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6 Ways Amazon Will Eat Media & Marketing

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6 Ways Amazon Will Eat Media & Marketing

  1. 1. ways Amazon will eat media and marketing6
  2. 2. Amazon seems to have everything going for it: Endless scale, bottomless coffers and a customer-centric point of view that can provide the kind of data marketers and media have only been dreaming about for the last few years. If Amazon can improve some of its advertising back-end and focus on growing its non-commerce business, 2018 will certainly be the year of Jeff Bezos. 02 06 1 0 23 20 25 04 08 Amazon is everywhere How Amazon will eat advertising Pitch Deck: How Amazon is pitching ad buyers Amazon gets deeper into programmatic Why Amazon is set to change advertising as we know it Inside Amazon’s pitch to agencies Too big to ignore How Amazon could become an entertainment powerhouse 01
  3. 3. Amazon Is Everywhere Amazon’s living up to its name. The company has sprawled seemingly into every corner of every industry. Here’s where Amazon has its fingers. ByShareenPathak 02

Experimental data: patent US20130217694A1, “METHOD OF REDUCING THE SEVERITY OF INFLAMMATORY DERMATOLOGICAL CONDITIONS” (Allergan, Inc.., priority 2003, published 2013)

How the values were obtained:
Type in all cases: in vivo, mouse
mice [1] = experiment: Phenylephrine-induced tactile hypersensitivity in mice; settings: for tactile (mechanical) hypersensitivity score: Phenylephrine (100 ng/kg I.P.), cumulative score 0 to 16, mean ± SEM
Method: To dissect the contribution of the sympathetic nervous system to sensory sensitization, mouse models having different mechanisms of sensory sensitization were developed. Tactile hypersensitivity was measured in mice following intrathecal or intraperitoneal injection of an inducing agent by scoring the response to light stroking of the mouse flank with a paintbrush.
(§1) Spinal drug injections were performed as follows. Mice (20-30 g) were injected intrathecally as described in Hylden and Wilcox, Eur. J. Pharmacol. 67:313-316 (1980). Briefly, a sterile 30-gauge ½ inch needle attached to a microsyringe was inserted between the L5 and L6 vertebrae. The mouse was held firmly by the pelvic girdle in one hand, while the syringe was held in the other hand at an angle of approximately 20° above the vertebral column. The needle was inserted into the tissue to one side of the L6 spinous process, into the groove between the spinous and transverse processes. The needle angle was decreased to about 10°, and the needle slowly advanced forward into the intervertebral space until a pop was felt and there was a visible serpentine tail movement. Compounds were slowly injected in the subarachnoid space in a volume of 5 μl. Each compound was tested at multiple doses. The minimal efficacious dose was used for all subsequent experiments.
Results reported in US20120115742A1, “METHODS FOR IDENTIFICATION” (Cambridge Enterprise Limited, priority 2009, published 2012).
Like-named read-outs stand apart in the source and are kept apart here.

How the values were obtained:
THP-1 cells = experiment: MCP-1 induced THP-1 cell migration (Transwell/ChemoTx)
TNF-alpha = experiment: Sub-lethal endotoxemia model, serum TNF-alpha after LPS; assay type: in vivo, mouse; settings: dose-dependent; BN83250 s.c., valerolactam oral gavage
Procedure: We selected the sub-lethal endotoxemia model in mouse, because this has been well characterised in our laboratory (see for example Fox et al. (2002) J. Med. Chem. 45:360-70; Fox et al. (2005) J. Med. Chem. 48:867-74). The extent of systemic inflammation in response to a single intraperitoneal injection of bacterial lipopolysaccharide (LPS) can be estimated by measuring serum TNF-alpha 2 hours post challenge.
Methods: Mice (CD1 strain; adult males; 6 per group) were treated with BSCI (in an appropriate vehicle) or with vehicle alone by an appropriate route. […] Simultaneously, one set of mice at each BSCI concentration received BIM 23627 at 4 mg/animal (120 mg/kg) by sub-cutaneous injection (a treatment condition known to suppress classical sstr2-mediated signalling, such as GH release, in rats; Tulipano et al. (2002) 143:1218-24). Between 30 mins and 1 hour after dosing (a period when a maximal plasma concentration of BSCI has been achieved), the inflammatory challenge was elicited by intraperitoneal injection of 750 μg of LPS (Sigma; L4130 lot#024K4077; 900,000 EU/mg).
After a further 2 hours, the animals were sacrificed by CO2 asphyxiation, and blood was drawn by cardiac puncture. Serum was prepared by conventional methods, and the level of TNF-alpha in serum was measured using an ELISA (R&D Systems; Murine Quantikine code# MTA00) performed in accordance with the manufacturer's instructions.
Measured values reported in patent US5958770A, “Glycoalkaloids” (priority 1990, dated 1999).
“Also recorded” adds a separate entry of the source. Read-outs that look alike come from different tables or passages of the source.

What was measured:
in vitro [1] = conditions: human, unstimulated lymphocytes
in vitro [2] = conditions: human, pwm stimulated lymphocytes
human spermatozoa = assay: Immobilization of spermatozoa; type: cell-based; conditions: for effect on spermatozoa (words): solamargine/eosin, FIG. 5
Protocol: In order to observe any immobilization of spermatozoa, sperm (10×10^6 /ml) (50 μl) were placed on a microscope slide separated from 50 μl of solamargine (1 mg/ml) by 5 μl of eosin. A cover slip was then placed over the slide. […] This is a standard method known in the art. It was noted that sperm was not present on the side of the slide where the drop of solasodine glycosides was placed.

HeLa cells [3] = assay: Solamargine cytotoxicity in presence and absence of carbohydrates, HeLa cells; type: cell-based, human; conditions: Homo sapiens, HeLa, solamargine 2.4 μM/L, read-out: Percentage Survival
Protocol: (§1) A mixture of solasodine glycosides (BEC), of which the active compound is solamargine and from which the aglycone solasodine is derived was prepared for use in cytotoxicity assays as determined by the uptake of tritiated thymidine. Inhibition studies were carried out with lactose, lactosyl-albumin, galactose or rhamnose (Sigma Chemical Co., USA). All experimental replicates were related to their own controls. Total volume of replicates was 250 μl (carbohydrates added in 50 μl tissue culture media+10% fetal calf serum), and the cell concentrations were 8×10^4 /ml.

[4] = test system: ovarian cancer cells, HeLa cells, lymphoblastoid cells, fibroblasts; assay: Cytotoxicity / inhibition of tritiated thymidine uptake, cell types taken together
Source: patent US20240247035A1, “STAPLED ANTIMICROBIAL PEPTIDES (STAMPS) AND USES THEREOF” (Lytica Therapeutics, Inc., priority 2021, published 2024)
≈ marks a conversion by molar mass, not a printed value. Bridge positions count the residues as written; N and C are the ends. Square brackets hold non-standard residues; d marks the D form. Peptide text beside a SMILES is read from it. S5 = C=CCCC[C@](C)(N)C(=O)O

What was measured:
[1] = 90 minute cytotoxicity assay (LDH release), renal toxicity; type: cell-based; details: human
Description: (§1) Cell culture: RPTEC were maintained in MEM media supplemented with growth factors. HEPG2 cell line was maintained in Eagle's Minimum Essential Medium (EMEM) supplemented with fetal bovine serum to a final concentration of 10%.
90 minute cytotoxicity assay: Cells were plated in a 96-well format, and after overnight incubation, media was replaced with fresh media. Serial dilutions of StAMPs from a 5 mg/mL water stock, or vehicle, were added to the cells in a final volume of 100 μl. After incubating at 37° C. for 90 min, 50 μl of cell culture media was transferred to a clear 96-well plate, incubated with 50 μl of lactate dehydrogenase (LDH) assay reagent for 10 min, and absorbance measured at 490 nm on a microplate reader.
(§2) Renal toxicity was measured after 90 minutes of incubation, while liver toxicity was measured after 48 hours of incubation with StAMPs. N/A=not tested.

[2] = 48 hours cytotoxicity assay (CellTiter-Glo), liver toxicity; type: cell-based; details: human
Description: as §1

4. 4. Marketplace This is the big one Amazon is set to account for over half of all of the coun- try’s e-commerce by 2012. Bolstered by Prime members, Amazon is a wholesale seller of some of the world’s biggest brands — and for others, acts as a third- party marketplace. Essentially, it acts as both a buyer and a seller, and because of sheer scale, it can control pricing, creat- ing a virtuous cycle that keeps customers happy and keeps brands on its platform. Amazon brand To cause more consternation, Amazon is also able to compete with the brands that sell to it either wholesale or through its third-party system. The brand now sells AmazonBasics for essential items and has private labels in consumer packaged goods and apparel as well. It makes sense: It barely has to spend on marketing, and the data it keeps close to its chest enables it to know what is selling well. Then, it tries to undercut brands by making its own products. Luxury and fashion retail While Amazon may have the market cornered on basic retail, it also has its sights set on luxury. It has made a series of investments, from buying e-commerce site Shopbop in 2006 to acquiring Zappos It lets it extend its Prime membership offering, showcase its devices like Kindle and Echo, and reach a new legion of customers. Amazon Studios Amazon is pushing deep into video. In order to shore up Prime subscriptions (which are the company’s third-largest source of revenue), Amazon is creating premium streaming content that custom- ers will want to pay for. Content Amazon’s Echo home device plays a big part not only for its retail business, but also its media. Echo lets it deepen its media relationships, opening it up to companies like the BBC (and Digiday) to reach new audiences. The Bank of Amazon Amazon’s foray into brick-and-mortar has been extended with July’s launch of Amazon Pay, which lets customers pay for items in a store like they’re on Amazon. com. This extends Amazon’s reach into the world of finance, where banks still control a lot because customers can use debit or credit cards to buy things. It’s a natural stepping stone to a future “bank of Amazon,” which can do lending and manage money. For a company that is more trusted by people than most banks are, it’s probably a good fit. in 2009. Amazon Fashion is a growing presence — its big challenge is convincing high-end brands that it won’t dilute them — and it has a real opportunity in becom- ing a showroom for upcoming designers. Advertising Amazon is turning into an advertising powerhouse. The company has a pro- grammatic ad product that will generate it $1 billion this year — and potentially break the Google-Facebook duopoly. Through Amazon Marketing Services and Amazon Media Group, Amazon is now selling an ad product that brands have a lot of interest in. Amazon Web Services Amazon’s second biggest source of reve- nue made about $12.2 billion in sales last year. While more under the radar than its other businesses, AWS is a behemoth, letting Amazon sell more than actual products — and sell storage space. It’s also been a big reason why the company is able to attract tech talent. The Amazon Store From the test bed of Amazon Go — the store with no human employees — to Amazon Books, Amazon is pushing hard into bringing its online brand into the physical world. Coupled with its moves in grocery with the acquisition of Whole Foods and AmazonFresh, being in the real world is a huge asset for Amazon. 03